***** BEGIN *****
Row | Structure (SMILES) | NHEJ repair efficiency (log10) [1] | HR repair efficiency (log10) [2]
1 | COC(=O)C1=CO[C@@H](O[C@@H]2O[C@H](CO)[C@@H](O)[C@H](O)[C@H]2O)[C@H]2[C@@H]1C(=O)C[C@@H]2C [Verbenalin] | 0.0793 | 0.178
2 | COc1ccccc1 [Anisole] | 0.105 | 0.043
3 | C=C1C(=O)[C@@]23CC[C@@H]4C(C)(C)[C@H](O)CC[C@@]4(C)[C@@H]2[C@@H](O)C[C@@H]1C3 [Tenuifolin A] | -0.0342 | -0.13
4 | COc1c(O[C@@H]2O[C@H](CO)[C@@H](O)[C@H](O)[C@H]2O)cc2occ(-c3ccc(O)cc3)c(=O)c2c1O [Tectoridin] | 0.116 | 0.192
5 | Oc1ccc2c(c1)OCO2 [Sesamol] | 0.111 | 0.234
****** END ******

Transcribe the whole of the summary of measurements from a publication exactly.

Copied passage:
Row | Structure (SMILES) | NHEJ repair efficiency (log10) [1] | HR repair efficiency (log10) [2]
1 | COC(=O)C1=CO[C@@H](O[C@@H]2O[C@H](CO)[C@@H](O)[C@H](O)[C@H]2O)[C@H]2[C@@H]1C(=O)C[C@@H]2C [Verbenalin] | 0.0793 | 0.178
2 | COc1ccccc1 [Anisole] | 0.105 | 0.043
3 | C=C1C(=O)[C@@]23CC[C@@H]4C(C)(C)[C@H](O)CC[C@@]4(C)[C@@H]2[C@@H](O)C[C@@H]1C3 [Tenuifolin A] | -0.0342 | -0.13
4 | COc1c(O[C@@H]2O[C@H](CO)[C@@H](O)[C@H](O)[C@H]2O)cc2occ(-c3ccc(O)cc3)c(=O)c2c1O [Tectoridin] | 0.116 | 0.192
5 | Oc1ccc2c(c1)OCO2 [Sesamol] | 0.111 | 0.234